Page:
You might want to bring a small notebook and something to write with. Each team will be supplied with a playbill that provides a framework for the evening, including icebreaker questions to help them engage with our cast. Digital cameras or similar devices are strongly discouraged. They won’t really confer an advantage, but they will inject an anachronism into the heart of our story.
What do I win if I get it right?
Alchemist has teamed up with local businesses to create a prize package for the top team or individual for each night. It’s possible that several parties will guess the correct killer; prizes will be awarded to the top team based on total points scored by answering the most playbill questions correctly.
If you have a question that isn’t addressed here, please contact us: email@example.com
MEET THE CAST & CREW:
In no particular order, here are the talented cast and crew of “Who Killed the Ghost of Christmas Past?” at Alchemist Theatre this December.
Erin is happy to be back at the Alch after appearing in “Faust” earlier this year. Erin can often be found behind the bar at the lovely Alchemist Theatre and Lounge, conveniently located near the Bay View home she shares with her boyfriend of over seven years, Evan, and their assorted pets. She sends her thanks to Michael Timm for including her in her first murder mystery, and to all of you for supporting your neighborhood theater.
Ellen is excited to appear in “Who Killed the Ghost of Christmas Past?”. She received her BA in Theatre from Ripon College where she acted, painted, constructed, and crewed for many of the productions. Milwaukee credits include “One Acts 2011 - Higher Education” (Pink Banana Theatre Company), “Taming of the Shrew” (Carte Blanche Studios), “The Vagina Monologues” (Milwaukee Gay Arts Center), and the Milwaukee Rep’s scenic painting internship. This August Ellen plays Guildenstern in Fools for Tragedy’s inaugural production, “In My Mind’s Eye,” at the Alchemist Theatre.
Sheila’s fascination with playing dress-up began when she was three. Donning her mother’s 1970s floppy hat and a shawl, she falsely believed she could fool her parents into thinking she was a peddler woman, and was quite disappointed when they recognized her. Sheila has costumed shows for the Milwaukee Rock Theatre, Sunset Playhouse, and constructed custom-made garments for local musicians and performers. While she has refocused on her writing in recent years, she’s happy to jump back into costuming “Who Killed the Ghost of Christmas Past?”.
Greg returns to the stage after a seven-year hiatus. He has spent the past years honing the crafts of Nonsense, Tomfoolery, and Poor Decision Making. His myriad exploits range from manufacturing toilet seats in the humble backwaters of Wisconsin, to roguishly wandering the Swedish countryside, and even fox-trotting with transvestites in Brazil. He now channels a world of experiences into acting and writing. Additionally, he is single.
Greg’s first 50 years appearing in America’s corporate world as an Internet Geek and Techhead set the stage for Greg’s second act and his entry into theatre. Luckily, his loss of hair follicles allowed him access to roles hairy persons could only dream about. Some acting classes at The Rep helped him get over his fear of flying and he flew into some fun plays. His rookie performance was in “The Odd Couple” at Theatre on Main where he played Murray the Cop. Then two roles at the Bay Players in Whitefish Bay and then he played Mr. Webb in “Our Town” at the Delafield SummerStage this past summer. He’s delighted to appear at the Alchemist Theatre in December 2011 and wants to remember that it’s 90 degrees in Milwaukee as he writes this.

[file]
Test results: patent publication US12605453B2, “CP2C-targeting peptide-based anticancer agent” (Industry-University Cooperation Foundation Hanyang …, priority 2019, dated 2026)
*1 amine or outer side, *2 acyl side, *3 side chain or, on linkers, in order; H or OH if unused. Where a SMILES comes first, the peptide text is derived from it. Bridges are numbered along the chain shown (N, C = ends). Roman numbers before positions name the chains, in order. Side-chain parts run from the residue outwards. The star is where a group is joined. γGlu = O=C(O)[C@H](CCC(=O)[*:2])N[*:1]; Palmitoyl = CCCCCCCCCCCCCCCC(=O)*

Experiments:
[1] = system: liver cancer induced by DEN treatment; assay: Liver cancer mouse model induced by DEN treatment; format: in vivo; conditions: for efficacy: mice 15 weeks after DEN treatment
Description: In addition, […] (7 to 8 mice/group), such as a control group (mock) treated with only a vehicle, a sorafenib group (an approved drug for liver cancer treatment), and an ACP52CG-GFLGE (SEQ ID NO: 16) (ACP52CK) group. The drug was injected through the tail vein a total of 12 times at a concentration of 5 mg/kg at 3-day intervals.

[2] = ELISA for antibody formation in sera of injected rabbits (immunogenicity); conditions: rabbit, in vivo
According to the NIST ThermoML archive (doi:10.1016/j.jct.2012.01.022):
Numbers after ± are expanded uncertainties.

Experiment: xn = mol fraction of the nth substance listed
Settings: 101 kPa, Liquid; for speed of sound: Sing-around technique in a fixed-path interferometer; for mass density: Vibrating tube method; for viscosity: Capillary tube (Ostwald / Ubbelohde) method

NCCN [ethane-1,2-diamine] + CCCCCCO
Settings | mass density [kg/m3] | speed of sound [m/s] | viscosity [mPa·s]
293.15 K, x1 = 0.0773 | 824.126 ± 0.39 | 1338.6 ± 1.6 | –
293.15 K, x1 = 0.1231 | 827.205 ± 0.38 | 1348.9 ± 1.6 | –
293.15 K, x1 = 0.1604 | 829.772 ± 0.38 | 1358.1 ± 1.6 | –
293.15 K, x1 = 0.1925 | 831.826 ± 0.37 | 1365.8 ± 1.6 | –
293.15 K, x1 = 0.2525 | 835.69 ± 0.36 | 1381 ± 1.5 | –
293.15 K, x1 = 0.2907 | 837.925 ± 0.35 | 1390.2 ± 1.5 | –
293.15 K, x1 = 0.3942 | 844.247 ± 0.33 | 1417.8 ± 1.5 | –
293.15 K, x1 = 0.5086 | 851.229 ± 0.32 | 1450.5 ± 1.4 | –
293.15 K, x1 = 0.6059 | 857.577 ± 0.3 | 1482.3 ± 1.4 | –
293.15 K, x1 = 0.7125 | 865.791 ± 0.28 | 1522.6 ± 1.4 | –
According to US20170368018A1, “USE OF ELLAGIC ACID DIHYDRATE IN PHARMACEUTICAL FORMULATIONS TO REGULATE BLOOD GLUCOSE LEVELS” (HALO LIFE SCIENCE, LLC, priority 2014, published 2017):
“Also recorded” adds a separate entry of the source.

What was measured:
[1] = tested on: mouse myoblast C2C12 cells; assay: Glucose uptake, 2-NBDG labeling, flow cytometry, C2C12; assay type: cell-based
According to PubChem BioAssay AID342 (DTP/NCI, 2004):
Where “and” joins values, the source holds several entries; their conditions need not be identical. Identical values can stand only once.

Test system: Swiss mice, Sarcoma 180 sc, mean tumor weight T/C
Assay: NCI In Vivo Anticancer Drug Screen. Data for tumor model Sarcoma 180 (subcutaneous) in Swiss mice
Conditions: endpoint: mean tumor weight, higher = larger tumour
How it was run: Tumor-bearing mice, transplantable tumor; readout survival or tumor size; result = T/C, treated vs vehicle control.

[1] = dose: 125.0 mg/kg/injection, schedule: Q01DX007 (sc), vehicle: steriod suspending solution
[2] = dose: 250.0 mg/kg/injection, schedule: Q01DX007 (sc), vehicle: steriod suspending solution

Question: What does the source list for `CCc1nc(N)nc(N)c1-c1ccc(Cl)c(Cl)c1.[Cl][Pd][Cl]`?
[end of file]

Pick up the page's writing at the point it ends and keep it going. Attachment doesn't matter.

Rebecca is a proud native of Milwaukee. She received her BA in Theatre Arts from Illinois Wesleyan University in 2008, where she directed “The Man Who,” “No Exit,” and “The Baltimore Waltz,” and was featured in “Le Bourgeois Avant-Garde,” “Into the Woods,” “The Baltimore Waltz,” and “Hopscotch.” After using her French & Francophone Studies degree (also from IWU) to teach English in France for two years, she decided that it was worth the sacrifice of cheese-good-enough-for-the-gods-and-espresso-so-good-it-makes-you-cry to come home and do some theatre again in her native tongue. Who needs Sarko anyway… Milwaukee credits include Harriet in “Pullman Car Hiawatha” at the Boulevard Theatre, writing and acting for “Patrick Schmitz Presents: Sketch 22 (VII)” at the Alchemist Theatre, and directing for “Higher Education,” the Pink Banana one-acts. Rebecca is thrilled at the opportunity to be a part of another Alchemist production! Let’s turn this into gold, people…
Lineve found her passion for theatre at the very young age of three. As her father tells it, the first live production she saw was “The Jungle Book.” Before the show began Lineve was bouncing out of her seat with excitement. However, the moment the lights went down and the first actor began to move Lineve’s eyes grew wide and she said to her dad, “Those are people up there!” Lineve sat in silent amazement for the rest of the performance. Her father said that from that moment he knew Lineve was going to be an actress. True to her very first inklings of the love of theatre, Lineve went on to get her BFA in Acting from UW-Milwaukee in 2010 and is currently entering her twentieth year as a member of the theatre community. Lineve has no plans to leave that community anytime soon.
"Who Killed the Ghost of Christmas Past?” is the third murder mystery Michael has written and directed after “Greenfinger” in 2008 and “Who Killed Tony Zielinski?” in 2007. “Ghost” promises to be bigger, bolder, and even more fun. In 2002 Michael lost his platypus on an archaeological survey in Peru, then got it back—after paying the ransom to an agrarian grandmother with no teeth. In 2006, Michael lost his platypus again, when someone stole it on Valentine’s Day. In 2009 he journeyed with a new platypus to Oxford, England where he studied creative writing and drank in a lot of good pubs. Sometimes he forgets that he still has a platypus; but when he remembers why he does, he is happy. Platypuses are cool.
Alice is excited to be on the Alchemist stage again and with an amazing cast in such a fun show! As a matter of fact, she likes the Alchemist so much she’s getting married here next year! Credits include Polly Nichols in “Ripper” and Fleance in “Macbeth.” This Indiana transplant has worked with theatre companies all around Milwaukee including the Boulevard, In Tandem, Pink Banana, Insurgent, Alchemist, and Next Act. She is the founder of the nation’s premier silent-film-inspired comedic acting troupe, The MUTES, who have performed at Turner Hall, the Alchemist, the Milwaukee Theatre, the Oriental, PrideFest, and various venues with the Brew City Bombshells and Radio WHT. Film credits include “Modus Operandi” and “New Day.” This 2004 graduate of the UWM BA Theatre program is also a retired roller girl—watch out!